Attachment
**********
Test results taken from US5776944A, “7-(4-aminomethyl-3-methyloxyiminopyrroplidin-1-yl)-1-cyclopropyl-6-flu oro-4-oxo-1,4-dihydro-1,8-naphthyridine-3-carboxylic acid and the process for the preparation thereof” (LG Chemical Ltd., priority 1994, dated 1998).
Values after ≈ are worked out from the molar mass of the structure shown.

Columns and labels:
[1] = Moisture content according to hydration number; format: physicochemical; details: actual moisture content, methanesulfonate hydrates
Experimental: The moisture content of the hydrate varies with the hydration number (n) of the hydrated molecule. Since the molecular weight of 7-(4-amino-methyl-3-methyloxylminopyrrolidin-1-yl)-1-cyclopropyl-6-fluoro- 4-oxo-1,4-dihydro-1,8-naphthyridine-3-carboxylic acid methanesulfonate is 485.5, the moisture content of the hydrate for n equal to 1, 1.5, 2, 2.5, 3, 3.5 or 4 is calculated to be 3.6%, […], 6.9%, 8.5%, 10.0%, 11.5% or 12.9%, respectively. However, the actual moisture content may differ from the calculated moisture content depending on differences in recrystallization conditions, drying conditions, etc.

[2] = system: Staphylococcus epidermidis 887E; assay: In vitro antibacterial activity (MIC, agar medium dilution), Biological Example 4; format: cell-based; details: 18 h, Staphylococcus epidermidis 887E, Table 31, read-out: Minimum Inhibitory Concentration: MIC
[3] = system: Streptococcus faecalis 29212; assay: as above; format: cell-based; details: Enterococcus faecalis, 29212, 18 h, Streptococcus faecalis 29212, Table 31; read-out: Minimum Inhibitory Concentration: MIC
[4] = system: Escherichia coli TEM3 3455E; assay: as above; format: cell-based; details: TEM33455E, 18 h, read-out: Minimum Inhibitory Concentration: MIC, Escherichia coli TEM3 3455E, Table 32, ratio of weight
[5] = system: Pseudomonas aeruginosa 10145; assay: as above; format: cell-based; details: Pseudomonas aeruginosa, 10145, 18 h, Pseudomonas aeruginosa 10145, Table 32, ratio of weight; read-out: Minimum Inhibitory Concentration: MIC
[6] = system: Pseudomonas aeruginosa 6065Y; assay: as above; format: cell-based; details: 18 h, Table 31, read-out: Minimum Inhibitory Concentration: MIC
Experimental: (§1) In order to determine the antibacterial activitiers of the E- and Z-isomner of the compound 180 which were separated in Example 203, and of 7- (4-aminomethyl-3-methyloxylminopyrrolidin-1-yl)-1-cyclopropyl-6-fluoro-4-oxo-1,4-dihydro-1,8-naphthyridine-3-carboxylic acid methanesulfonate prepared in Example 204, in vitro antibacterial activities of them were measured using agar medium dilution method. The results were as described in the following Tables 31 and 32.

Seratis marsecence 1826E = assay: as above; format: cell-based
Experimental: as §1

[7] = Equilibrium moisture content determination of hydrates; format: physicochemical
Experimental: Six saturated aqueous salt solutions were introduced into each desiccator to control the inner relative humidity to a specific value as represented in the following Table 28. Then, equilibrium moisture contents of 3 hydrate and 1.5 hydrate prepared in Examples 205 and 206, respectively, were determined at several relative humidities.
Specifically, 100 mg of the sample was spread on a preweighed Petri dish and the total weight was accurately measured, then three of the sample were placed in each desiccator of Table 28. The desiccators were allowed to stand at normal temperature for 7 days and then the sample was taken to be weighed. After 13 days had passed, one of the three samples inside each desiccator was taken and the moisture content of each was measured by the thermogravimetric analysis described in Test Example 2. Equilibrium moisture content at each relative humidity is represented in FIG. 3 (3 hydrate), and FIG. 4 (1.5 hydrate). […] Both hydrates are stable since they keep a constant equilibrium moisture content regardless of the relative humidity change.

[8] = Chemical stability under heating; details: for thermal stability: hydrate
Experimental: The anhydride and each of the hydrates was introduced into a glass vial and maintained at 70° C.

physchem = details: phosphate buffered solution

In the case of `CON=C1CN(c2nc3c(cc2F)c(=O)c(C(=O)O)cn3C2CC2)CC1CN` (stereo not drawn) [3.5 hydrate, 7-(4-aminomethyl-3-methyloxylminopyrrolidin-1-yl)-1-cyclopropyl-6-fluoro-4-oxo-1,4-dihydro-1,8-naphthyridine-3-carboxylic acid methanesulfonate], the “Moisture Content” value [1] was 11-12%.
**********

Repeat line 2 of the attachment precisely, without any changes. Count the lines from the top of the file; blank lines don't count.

Values after ≈ are worked out from the molar mass of the structure shown.